The pandemic-related economic shutdown cut electricity demand. In response, utilities turned off their coal plants.

Infographic: Coal Power Fades

Jul 9, 2020

by Jeffrey Winters

According to data from the U.S. Energy Information Administration, the share of electricity generated by coal power has dropped precipitously during the first months of widespread stay-at-home orders, and coal generation was projected to fall to just 40.3 billion kWh in April 2020, below that of natural gas, nuclear, and renewable power.

That coal projection – 15 percent of electricity generation – was based on preliminary data from utilities. The reported data from February 2020 was scarcely better, with coal earning an 18 percent share of the electricity market and still finishing fourth if one lumps solar, wind, and hydropower together in one category. For the year, the EIA expects coal generation will fall by 25 percent.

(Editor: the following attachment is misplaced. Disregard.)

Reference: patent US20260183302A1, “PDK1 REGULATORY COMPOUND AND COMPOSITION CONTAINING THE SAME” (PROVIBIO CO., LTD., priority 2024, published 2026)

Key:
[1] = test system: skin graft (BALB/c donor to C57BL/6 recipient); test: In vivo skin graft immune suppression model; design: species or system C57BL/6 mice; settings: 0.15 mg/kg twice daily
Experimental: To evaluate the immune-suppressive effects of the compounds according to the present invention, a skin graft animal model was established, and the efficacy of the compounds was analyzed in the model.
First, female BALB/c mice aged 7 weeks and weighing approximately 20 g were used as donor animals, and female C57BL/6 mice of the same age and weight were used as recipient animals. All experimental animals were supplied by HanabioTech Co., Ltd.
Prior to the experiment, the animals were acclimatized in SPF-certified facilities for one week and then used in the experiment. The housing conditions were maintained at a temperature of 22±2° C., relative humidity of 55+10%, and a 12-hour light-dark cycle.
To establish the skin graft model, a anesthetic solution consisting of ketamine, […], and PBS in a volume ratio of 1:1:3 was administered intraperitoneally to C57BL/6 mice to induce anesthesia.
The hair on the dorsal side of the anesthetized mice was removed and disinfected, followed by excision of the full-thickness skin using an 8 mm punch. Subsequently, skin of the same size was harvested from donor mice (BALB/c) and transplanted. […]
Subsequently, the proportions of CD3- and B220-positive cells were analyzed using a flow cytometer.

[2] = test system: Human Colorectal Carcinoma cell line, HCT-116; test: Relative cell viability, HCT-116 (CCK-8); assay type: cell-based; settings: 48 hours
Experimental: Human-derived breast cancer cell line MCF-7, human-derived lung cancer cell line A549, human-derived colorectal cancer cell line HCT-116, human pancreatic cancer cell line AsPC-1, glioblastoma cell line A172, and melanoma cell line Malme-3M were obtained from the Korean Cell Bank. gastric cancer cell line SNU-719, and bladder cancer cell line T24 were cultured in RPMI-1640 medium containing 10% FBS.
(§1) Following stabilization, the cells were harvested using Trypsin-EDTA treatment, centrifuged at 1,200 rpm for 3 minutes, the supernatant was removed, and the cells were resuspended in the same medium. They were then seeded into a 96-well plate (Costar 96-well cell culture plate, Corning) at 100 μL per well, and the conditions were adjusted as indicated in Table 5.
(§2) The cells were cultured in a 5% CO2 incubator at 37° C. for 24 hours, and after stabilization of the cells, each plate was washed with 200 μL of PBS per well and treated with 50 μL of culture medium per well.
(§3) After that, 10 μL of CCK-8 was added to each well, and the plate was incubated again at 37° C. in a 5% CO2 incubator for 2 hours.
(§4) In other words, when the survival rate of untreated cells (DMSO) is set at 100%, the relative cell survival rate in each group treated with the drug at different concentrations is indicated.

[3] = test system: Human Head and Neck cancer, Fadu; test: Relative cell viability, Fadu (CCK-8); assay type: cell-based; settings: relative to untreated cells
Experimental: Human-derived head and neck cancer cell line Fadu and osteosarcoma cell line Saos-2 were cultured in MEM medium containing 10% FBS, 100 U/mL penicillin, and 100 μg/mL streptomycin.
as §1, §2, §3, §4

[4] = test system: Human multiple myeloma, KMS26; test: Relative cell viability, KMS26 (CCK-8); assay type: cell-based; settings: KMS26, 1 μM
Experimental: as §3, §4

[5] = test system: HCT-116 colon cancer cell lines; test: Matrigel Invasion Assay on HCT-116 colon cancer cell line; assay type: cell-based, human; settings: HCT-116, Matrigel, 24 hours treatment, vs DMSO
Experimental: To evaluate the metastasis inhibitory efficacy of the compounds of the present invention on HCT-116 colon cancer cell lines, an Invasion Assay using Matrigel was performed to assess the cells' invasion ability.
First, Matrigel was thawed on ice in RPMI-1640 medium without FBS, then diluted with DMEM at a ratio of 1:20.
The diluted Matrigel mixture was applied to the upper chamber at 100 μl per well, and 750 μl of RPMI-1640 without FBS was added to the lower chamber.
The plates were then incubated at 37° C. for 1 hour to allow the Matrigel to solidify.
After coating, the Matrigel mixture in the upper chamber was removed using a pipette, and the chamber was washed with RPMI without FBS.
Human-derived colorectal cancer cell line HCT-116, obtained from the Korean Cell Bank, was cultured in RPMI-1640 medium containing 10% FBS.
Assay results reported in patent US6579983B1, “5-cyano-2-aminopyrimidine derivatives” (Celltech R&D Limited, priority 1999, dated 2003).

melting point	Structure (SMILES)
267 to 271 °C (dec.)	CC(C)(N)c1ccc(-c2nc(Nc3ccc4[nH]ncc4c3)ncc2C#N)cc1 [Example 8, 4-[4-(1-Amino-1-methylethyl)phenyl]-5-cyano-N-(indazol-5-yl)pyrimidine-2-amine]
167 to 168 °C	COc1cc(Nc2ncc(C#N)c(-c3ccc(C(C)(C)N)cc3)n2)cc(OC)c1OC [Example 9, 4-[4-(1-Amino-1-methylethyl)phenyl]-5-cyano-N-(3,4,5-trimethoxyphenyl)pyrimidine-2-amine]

The EIA report has an even bigger shock tucked away in its data tables. In April 2021, according to the forecast, renewables may surpass gas as the top source of electric power in the U.S., at least for that month. That’s a situation that would have been inconceivable just a few years ago.

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